Social Mobility Commission: low income pupils’ progress at secondary school

The Social Mobility Commission has published new research into “the barriers to progress that low income pupils face at secondary school”.

The report suggests that “decisions and actions taken by schools can have a profound impact on outcomes”. In particular, it highlights:

  • a school culture of high expectations for pupils
  • the effective use of data to track progress and intervene when needed
  • the ability to recruit teachers with the necessary skills and attitudes
  • high quality teaching of pupils with SEND
  • mixed ability classes
  • dedicating resources to younger pupils rather than focusing them on key stage 4

By analysing the national pupil database, the research makes the following observation about patterns in low income pupils’ progress nationally:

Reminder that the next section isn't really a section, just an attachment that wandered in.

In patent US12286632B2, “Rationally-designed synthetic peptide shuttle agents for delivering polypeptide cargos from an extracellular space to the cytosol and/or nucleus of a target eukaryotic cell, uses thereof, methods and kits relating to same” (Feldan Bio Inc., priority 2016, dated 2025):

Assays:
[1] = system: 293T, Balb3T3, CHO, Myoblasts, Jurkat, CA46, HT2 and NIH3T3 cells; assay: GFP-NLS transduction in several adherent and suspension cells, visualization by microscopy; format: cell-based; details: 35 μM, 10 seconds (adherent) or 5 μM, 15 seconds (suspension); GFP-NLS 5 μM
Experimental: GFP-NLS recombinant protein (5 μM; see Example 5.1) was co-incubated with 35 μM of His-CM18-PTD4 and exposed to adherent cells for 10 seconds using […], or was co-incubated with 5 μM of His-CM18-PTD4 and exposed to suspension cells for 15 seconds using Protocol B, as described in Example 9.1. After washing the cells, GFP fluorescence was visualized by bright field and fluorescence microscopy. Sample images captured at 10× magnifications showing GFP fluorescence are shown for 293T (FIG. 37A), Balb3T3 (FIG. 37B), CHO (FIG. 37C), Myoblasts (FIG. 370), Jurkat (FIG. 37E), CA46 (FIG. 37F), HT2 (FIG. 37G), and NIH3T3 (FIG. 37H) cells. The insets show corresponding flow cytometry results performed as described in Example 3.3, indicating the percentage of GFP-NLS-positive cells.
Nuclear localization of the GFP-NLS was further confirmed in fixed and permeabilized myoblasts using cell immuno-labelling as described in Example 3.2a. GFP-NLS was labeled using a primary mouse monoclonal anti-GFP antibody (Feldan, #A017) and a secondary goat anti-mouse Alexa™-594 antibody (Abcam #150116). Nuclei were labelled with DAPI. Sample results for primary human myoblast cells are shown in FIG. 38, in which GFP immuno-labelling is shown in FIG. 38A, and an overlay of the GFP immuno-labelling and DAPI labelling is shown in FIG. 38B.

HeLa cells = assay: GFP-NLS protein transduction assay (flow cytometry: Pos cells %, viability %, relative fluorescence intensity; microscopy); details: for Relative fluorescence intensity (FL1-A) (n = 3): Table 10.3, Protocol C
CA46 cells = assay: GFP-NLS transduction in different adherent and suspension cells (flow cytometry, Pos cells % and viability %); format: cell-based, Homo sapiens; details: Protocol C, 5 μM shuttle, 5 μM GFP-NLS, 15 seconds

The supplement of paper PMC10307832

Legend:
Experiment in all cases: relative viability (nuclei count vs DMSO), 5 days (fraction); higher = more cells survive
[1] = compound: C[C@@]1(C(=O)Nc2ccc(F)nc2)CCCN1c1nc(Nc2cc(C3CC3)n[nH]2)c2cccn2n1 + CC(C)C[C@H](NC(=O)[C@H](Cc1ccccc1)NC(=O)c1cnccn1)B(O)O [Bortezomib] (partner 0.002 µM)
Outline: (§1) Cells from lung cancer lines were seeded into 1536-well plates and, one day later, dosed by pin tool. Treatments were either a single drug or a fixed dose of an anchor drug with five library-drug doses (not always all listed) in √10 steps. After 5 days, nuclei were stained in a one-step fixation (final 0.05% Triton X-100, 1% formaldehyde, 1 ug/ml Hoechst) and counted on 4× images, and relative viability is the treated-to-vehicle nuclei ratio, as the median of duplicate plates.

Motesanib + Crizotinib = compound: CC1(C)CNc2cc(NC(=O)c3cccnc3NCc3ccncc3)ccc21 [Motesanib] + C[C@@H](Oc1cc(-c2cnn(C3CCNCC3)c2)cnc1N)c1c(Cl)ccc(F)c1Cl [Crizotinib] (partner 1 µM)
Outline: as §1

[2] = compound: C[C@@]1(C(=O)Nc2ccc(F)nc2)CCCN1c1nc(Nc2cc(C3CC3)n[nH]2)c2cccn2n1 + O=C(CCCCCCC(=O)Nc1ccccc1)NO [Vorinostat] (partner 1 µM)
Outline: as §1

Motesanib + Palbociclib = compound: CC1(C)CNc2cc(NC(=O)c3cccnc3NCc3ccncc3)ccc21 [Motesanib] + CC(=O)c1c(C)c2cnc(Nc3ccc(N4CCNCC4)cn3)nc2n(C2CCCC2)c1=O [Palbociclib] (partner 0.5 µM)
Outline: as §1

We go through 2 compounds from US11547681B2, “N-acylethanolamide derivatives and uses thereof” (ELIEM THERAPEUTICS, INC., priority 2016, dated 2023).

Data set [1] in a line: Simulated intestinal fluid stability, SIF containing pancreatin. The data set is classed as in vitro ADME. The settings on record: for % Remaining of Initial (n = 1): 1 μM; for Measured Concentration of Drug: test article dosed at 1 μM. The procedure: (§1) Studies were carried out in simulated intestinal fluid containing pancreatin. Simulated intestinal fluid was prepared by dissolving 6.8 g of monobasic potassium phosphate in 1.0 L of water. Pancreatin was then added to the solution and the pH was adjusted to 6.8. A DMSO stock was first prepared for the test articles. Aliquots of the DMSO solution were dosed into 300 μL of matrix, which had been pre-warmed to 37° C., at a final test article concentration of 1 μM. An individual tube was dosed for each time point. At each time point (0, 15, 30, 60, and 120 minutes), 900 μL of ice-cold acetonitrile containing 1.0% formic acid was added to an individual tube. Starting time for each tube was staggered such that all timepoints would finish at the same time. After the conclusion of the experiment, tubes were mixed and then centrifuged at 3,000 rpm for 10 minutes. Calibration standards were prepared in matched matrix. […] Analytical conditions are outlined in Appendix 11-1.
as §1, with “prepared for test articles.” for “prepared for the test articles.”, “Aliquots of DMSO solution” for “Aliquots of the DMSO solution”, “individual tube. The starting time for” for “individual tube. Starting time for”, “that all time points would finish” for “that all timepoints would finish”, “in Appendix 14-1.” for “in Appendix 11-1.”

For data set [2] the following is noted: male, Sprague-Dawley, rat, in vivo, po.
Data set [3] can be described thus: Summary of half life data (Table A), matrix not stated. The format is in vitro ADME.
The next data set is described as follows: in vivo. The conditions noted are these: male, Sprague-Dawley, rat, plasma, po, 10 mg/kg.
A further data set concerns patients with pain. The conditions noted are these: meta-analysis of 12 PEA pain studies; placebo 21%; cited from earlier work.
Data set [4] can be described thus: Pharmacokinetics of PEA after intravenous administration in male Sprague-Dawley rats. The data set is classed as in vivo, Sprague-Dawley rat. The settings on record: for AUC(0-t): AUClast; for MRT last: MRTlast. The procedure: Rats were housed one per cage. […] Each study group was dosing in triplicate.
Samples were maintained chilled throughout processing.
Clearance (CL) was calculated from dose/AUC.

• low income pupils make less progress at secondary schools than their peers, even if they made more progress than others at primary school
  • most of the gap in progress is caused by differences in achievement within school, rather than between schools
  • parental, family and out-of-school factors have a greater impact on pupils’ achievement at secondary school than at primary school
  • low income pupils living in rural areas make less progress than those living in cities
  • the progress gap is largest in schools with average levels of pupil disadvantage
  • low income ethnic minority pupils make more progress than low income White British pupils

The authors conclude that “focusing on differences between schools (such as school type) is therefore a distraction”.

Read the report in full: Low-income pupils’ progress at secondary school

Published: 03/03/2017, by Sam Henson
Last Updated: 05/09/2018, by Tom Fellows